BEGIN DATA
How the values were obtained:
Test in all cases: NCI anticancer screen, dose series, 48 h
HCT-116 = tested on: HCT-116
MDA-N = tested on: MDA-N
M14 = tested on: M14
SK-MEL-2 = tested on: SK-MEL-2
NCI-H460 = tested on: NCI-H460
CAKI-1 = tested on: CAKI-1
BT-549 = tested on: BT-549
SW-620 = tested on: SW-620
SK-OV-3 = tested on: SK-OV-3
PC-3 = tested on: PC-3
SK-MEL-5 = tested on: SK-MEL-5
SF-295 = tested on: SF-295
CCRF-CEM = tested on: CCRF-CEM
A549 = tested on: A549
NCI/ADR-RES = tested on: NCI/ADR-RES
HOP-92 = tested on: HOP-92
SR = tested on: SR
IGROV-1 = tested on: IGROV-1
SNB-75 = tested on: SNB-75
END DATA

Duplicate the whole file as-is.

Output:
How the values were obtained:
Test in all cases: NCI anticancer screen, dose series, 48 h
HCT-116 = tested on: HCT-116
MDA-N = tested on: MDA-N
M14 = tested on: M14
SK-MEL-2 = tested on: SK-MEL-2
NCI-H460 = tested on: NCI-H460
CAKI-1 = tested on: CAKI-1
BT-549 = tested on: BT-549
SW-620 = tested on: SW-620
SK-OV-3 = tested on: SK-OV-3
PC-3 = tested on: PC-3
SK-MEL-5 = tested on: SK-MEL-5
SF-295 = tested on: SF-295
CCRF-CEM = tested on: CCRF-CEM
A549 = tested on: A549
NCI/ADR-RES = tested on: NCI/ADR-RES
HOP-92 = tested on: HOP-92
SR = tested on: SR
IGROV-1 = tested on: IGROV-1
SNB-75 = tested on: SNB-75